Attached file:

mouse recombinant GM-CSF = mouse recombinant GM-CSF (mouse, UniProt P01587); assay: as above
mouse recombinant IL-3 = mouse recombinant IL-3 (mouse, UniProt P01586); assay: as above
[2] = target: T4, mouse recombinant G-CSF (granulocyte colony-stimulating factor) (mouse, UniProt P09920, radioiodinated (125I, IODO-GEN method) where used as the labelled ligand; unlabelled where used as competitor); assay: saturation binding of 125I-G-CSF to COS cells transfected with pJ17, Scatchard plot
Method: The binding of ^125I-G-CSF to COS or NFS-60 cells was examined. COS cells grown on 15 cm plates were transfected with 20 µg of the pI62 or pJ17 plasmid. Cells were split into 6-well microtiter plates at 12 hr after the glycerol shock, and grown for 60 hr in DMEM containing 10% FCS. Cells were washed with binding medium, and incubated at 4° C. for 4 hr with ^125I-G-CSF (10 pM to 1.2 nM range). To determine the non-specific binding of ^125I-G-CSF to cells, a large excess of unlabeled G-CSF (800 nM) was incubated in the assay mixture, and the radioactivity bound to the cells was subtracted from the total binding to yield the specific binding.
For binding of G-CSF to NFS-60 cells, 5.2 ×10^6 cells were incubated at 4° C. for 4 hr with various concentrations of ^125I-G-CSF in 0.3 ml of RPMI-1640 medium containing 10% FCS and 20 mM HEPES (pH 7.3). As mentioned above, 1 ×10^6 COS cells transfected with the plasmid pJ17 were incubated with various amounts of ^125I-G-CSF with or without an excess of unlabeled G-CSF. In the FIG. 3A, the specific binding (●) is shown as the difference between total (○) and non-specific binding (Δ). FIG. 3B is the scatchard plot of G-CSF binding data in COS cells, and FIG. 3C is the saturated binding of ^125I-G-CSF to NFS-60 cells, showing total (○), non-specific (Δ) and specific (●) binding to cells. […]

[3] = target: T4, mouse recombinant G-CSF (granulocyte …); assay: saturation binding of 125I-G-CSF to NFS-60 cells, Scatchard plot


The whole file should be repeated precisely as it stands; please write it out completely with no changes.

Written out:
mouse recombinant GM-CSF = mouse recombinant GM-CSF (mouse, UniProt P01587); assay: as above
mouse recombinant IL-3 = mouse recombinant IL-3 (mouse, UniProt P01586); assay: as above
[2] = target: T4, mouse recombinant G-CSF (granulocyte colony-stimulating factor) (mouse, UniProt P09920, radioiodinated (125I, IODO-GEN method) where used as the labelled ligand; unlabelled where used as competitor); assay: saturation binding of 125I-G-CSF to COS cells transfected with pJ17, Scatchard plot
Method: The binding of ^125I-G-CSF to COS or NFS-60 cells was examined. COS cells grown on 15 cm plates were transfected with 20 µg of the pI62 or pJ17 plasmid. Cells were split into 6-well microtiter plates at 12 hr after the glycerol shock, and grown for 60 hr in DMEM containing 10% FCS. Cells were washed with binding medium, and incubated at 4° C. for 4 hr with ^125I-G-CSF (10 pM to 1.2 nM range). To determine the non-specific binding of ^125I-G-CSF to cells, a large excess of unlabeled G-CSF (800 nM) was incubated in the assay mixture, and the radioactivity bound to the cells was subtracted from the total binding to yield the specific binding.
For binding of G-CSF to NFS-60 cells, 5.2 ×10^6 cells were incubated at 4° C. for 4 hr with various concentrations of ^125I-G-CSF in 0.3 ml of RPMI-1640 medium containing 10% FCS and 20 mM HEPES (pH 7.3). As mentioned above, 1 ×10^6 COS cells transfected with the plasmid pJ17 were incubated with various amounts of ^125I-G-CSF with or without an excess of unlabeled G-CSF. In the FIG. 3A, the specific binding (●) is shown as the difference between total (○) and non-specific binding (Δ). FIG. 3B is the scatchard plot of G-CSF binding data in COS cells, and FIG. 3C is the saturated binding of ^125I-G-CSF to NFS-60 cells, showing total (○), non-specific (Δ) and specific (●) binding to cells. […]

[3] = target: T4, mouse recombinant G-CSF (granulocyte …); assay: saturation binding of 125I-G-CSF to NFS-60 cells, Scatchard plot